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MHP honors Chelsea with Housing Hero Award

Posted on June 22, 2022

BOSTON --- The Massachusetts Housing Partnership (MHP) has honored the City of Chelsea with one of its Housing Hero Awards for its work keeping residents housed during COVID-19 and its continued focus on creating more affordable housing.

The city was recognized on June 8 in a virtual awards ceremony at MHP’s 15th Housing Institute, a two-day training conference for local officials and volunteers. Each year MHP recognizes communities and individuals for excellence in affordable housing. MHP is a state housing organization that uses bank funds and other capital sources to support and finance affordable housing.

Also honored this year were the Town of Wellfleet, longtime planner and community development professional Jennifer Raitt, and Engine 6, an affordable housing advocacy group in Newton.

Chelsea was honored in part for  initiatives that helped the city avoid a public health disaster during COVID-19.  A majority Latinx city of about 40,000 residents, the city was often referred to as “ground zero” for COVID due to its dense neighborhoods and overcrowded apartments, a symptom of the housing affordability crisis. Compounding this, many of Chelsea’s workers were considered essential and had to go to work, further exposing themselves to COVID. Many more workers – housekeepers, painters etc. – lost their income.

“It was sort of a perfect storm of events,” said City Manager Tom Ambrosino.

“The situation was dire,” added Alex Train, the city's director of housing and community development. “There was COVID 19, unemployment overnight, cash flow paralysis and very little social safety net for the people, many of them undocumented.”

Ambrosino said during COVID, the city pivoted to focusing more on housing stability. Among the initiatives it pushed were:

  • The city was one of the first to establish an emergency rental assistance program. It also supported a free legal clinic, rapid rehousing and a temporary shelter program.
  • The city was early in establishing a similar program for homeowners, targeting small owner-occupants in single to four-family homes.
  • Faced with running two city food shelters with a staff of 15 serving up to 18,000 residents a week, the city shifted to a basic income program called “Chelsea Eats” which gave approximately 2,000 residents monthly Visa cards of $200-$400 a month to purchase food. A study found 85 percent of the funds were used for food and another significant portion was used for utilities.
  • The city also funded a rental assistance hotline that is still being maintained by The Neighborhood Developers (TND), a major housing nonprofit. It also provided financial resources and technical assistance to support  nonprofit efforts to scale up their own food pantries.
  • The city had an extensive conversation with the community about how to use federal recovery act funds and because of this, will be prioritizing eviction prevention, anti-displacement and minority homeownership.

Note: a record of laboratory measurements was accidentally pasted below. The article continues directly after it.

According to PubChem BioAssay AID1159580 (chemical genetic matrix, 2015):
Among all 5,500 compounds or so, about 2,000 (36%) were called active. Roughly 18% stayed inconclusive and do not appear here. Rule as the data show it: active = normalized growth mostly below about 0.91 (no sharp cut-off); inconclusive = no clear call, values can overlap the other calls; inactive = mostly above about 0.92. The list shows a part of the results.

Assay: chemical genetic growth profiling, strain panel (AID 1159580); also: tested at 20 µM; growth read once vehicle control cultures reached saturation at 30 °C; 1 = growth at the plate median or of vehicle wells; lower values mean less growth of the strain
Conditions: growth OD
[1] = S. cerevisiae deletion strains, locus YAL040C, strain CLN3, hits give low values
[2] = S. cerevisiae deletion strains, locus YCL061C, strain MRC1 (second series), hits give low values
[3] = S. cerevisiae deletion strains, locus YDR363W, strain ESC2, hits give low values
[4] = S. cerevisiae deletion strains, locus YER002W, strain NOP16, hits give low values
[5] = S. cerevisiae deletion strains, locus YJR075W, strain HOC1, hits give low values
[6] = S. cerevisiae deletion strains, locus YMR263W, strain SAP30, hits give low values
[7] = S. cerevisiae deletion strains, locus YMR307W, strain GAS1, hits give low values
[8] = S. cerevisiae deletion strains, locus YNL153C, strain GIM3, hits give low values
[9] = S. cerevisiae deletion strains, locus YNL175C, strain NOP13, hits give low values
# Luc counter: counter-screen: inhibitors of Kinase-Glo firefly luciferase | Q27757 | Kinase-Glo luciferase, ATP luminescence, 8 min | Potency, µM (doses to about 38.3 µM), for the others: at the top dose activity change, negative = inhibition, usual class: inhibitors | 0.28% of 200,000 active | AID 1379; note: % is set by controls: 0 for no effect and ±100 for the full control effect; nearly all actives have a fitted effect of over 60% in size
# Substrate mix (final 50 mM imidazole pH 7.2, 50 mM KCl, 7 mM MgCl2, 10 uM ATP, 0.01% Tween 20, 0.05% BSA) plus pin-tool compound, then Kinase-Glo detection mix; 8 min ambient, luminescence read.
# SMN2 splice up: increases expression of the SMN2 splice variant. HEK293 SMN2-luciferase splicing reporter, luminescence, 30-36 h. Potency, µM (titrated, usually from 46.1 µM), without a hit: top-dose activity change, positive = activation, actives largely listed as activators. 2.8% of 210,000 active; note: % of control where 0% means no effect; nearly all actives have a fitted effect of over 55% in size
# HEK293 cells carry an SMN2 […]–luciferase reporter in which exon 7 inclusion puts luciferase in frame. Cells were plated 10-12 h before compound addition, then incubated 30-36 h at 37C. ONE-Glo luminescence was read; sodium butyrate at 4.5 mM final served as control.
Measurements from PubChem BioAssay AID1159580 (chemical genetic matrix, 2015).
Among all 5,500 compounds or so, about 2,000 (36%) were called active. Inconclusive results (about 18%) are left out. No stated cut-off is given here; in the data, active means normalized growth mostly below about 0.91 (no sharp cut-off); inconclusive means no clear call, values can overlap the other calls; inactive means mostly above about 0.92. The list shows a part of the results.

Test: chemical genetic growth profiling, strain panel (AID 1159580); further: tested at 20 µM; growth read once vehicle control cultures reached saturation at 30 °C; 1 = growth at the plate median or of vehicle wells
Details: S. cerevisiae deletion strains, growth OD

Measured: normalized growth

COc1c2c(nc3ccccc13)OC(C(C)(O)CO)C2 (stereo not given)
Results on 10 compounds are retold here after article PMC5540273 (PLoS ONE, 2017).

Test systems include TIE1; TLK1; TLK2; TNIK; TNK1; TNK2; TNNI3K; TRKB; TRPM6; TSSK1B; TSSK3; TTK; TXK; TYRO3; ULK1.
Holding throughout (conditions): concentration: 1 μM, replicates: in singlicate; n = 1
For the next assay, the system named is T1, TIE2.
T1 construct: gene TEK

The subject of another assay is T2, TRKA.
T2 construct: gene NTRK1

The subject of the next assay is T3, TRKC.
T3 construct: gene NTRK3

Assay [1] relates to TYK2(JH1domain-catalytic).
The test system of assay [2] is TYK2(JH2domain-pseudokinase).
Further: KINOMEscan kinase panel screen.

How did the local nonprofits feel about the city’s actions? TND Executive Director Rafael Mare said: “They really jumped in head first. They put out more rental assistance per capita than any community in the state. They were so dedicated. The city could’ve collapsed.”

City Manager Tom Ambrosino credited Community Development Director Alex Train as being most responsible for the city’s pivot to housing stability. Working out of the basement at city hall, Train functioned as a food distribution director at first but gradually shifted the city toward paying attention to housing stability and eviction prevention.

“The situation was dire,” added Alex Train, the community development director. “There was unemployment overnight, cash flow paralysis and very little social safety net for the people, many of them undocumented.”

Train grew up in Boston, went to Suffolk University and UMass for urban planning, and began his career in Chelsea as a project manager focused on playgrounds. He has a deep interest in environmental justice and creating a sense of welcoming in which everyone looks out for each other.

In accepting the award, Train thanked the city manager and city council for thinking  “outside the box” and praised the city’s community-based nonprofits - La Colaborativa, CAPIC, TND and many others - for being “true partners.” He also thanked the city’s Affordable Housing Trust Fund board and Community Preservation Act committee for supporting emergency housing efforts, the rehabilitation of existing homes and the creation of new homes.

Train said it’s hard to look back on those early COVID days because the city is still in crisis. “We are continuing to respond to the pandemic,” said Train. “The recovery hasn’t begun in Chelsea so we thank all of our state partners for continuing to invest in these resources to support housing stability and a recovery that’s equitable to all.”

About MHP: MHP is a state non-profit organization that uses bank funds and other capital sources to support and finance affordable Housing. Since 1990, MHP has provided over $1.4 billion for the financing of over 26,000 apartments and has helped over 23,000 low- and moderate-income households buy their first home through the SoftSecond and ONE Mortgage programs. MHP’s Community Assistance team has provided support and technical assistance to over 300 communities and its Center for Housing Data does policy research and creates web-based tools to increase understanding and promote policies to allow more housing in response to demand.